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CO2 refrigeration on the rise in the US

For the past decade, CO2 refrigeration systems in the United States have been perceived as exceptions to the accepted norms of commercial refrigeration. Mostly championed by a small subset of sustainably minded supermarket operators, CO2 installations have been deployed often as proofs-of-concept and more sparingly as a retailer’s primary refrigeration strategy. Although the US has seen steady increases in CO2 adoption in recent years, it still hasn’t experienced the industry-wide acceptance taking place in Europe.

This trend, however, appears to be changing. The global hydrofluorocarbon (HFC) refrigerant phasedown and subsequent environmental regulations have generated renewed interest in CO2 refrigeration and set the stage for its likely widespread adoption in the US.

Throughout the food retail industry, stakeholders are rethinking their approach to refrigeration and promoting the use of refrigerants with lower global warming potential (GWP). Image credit: Supermarket News

Throughout the food retail industry, stakeholders are rethinking their approach to refrigeration and promoting the use of refrigerants with lower global warming potential (GWP). Image credit: Supermarket News

Throughout the food retail industry, stakeholders are rethinking their approach to refrigeration and promoting the use of refrigerants with lower global warming potential (GWP). Among the environmental strategies identified to combat climate change, the greening of commercial and industrial refrigeration equipment has been recognized as an essential tactic of decarbonization plans and corporate sustainability initiatives.

Retailers are seeking long-term refrigeration strategies that support:

  • Environmental, social and governance (ESG) efforts
  • Energy efficiency and emissions reductions targets
  • Net zero goals

For the past decade, CO2 refrigeration systems in the U.S. have been perceived as exceptions to the accepted norms of commercial refrigeration. Mostly championed by a small subset of sustainably minded supermarket operators, CO2 installations have been deployed often as proofs-of-concept — and more sparingly as a retailer’s primary refrigeration strategy. Although the U.S. has seen steady increases in CO2 adoption in recent years, it still hasn’t experienced the industry-wide acceptance taking place in Europe.

But that appears to be changing. The global hydrofluorocarbon (HFC) refrigerant phasedown and subsequent environmental regulations have generated renewed interest in CO2 refrigeration and set the stage for its likely widespread adoption in the U.S.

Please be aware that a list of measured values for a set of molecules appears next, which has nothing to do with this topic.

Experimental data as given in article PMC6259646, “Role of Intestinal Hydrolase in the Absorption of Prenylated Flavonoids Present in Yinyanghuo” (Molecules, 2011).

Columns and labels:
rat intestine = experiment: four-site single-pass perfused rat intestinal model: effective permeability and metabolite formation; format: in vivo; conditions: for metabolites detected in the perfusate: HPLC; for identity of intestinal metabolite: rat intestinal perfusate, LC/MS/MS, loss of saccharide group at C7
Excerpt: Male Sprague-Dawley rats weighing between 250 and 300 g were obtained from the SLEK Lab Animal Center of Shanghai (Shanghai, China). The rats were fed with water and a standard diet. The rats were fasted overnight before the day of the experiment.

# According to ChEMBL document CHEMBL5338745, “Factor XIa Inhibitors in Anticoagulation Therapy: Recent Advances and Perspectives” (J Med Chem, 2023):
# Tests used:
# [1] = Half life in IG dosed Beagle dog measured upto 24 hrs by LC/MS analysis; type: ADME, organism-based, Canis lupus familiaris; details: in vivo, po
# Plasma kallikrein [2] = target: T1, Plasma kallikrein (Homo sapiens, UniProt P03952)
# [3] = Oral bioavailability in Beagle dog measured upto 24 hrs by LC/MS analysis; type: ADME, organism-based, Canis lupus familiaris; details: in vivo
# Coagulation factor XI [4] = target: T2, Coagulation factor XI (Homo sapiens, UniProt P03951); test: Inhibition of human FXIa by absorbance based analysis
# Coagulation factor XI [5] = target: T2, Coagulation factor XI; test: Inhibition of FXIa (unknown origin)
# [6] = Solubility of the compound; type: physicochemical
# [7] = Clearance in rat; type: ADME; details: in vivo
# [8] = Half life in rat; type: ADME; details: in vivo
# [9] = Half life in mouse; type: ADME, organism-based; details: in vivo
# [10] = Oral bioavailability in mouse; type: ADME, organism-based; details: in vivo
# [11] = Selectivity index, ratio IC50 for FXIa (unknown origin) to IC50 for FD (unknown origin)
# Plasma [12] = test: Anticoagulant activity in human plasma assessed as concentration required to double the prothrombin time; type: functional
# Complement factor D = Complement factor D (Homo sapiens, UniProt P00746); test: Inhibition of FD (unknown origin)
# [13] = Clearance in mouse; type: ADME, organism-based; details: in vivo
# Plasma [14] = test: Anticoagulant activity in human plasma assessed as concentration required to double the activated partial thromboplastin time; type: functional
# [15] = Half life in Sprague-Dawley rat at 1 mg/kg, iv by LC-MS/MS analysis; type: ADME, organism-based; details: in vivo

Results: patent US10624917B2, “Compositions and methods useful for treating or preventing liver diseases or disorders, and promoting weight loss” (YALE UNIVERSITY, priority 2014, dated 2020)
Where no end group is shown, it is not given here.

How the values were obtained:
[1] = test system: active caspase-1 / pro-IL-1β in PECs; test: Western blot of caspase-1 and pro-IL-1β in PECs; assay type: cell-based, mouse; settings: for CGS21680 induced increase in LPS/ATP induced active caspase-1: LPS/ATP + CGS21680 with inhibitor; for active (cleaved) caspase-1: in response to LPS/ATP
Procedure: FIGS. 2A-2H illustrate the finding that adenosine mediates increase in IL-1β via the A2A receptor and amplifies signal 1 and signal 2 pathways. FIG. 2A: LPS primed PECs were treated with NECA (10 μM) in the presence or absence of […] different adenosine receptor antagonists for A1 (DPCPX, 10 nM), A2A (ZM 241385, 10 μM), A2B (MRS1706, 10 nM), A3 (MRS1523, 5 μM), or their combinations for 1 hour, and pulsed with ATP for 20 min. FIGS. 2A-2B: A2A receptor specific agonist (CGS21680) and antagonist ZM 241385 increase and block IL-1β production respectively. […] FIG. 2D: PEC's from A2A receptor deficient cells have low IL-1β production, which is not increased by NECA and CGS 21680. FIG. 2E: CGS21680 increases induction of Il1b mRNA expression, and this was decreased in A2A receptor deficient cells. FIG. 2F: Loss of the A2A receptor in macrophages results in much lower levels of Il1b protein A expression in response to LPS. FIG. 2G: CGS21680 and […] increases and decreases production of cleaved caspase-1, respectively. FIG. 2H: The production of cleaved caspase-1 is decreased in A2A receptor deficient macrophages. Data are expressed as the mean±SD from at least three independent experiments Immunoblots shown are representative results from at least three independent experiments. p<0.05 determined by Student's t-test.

Throughout the food retail industry, stakeholders are rethinking their approach to refrigeration and promoting the use of refrigerants with lower global warming potential (GWP). Among the environmental strategies identified to combat climate change, the greening of commercial and industrial refrigeration equipment has been recognized as an essential tactic of decarbonization plans and corporate sustainability initiatives. Retailers are seeking long-term refrigeration strategies that support:

  • Environmental, social and governance (ESG) efforts
  • Energy efficiency and emissions reductions targets
  • Net zero goals

With zero ozone depletion potential (ODP)and a GWP of 1, the natural refrigerant CO2 (R-744) has become a proven viable alternative to higher-GWP HFC refrigerants. In addition, the proliferation of CO2 refrigeration systems around the globe has given equipment manufacturers opportunities to improve compression, controls and valve technologies — simplifying system management and bringing system costs into parity with traditional HFC systems. Some of trends driving the increased adoption of CO2 refrigeration in the US are taken under consideration.

Regulations drive down GWP levels

Global, federal and state regulations are steering the industry away from HFCs and toward lower-GWP alternatives. The Kigali Amendment to the Montreal Protocol serves as the regulatory framework supporting a variety of these efforts in the US and abroad.

Per its HFC production and consumption phasedown schedule, the next step will be a 40% reduction in 2024 (compared to the baseline established in 2011–2013). Refrigerant regulations in the US have been constructed to follow this mandate.

The passing of the American Innovation and Manufacturing (AIM) Act in 2020 restored the Environmental Protection Agency’s (EPA) authority to enforce HFC mandates and establish sector-based guidelines. As the EPA implements the Kigali Amendment’s HFC refrigerant phasedown guidelines and supplies are reduced, the industry can expect an increase in HFC refrigerant prices.

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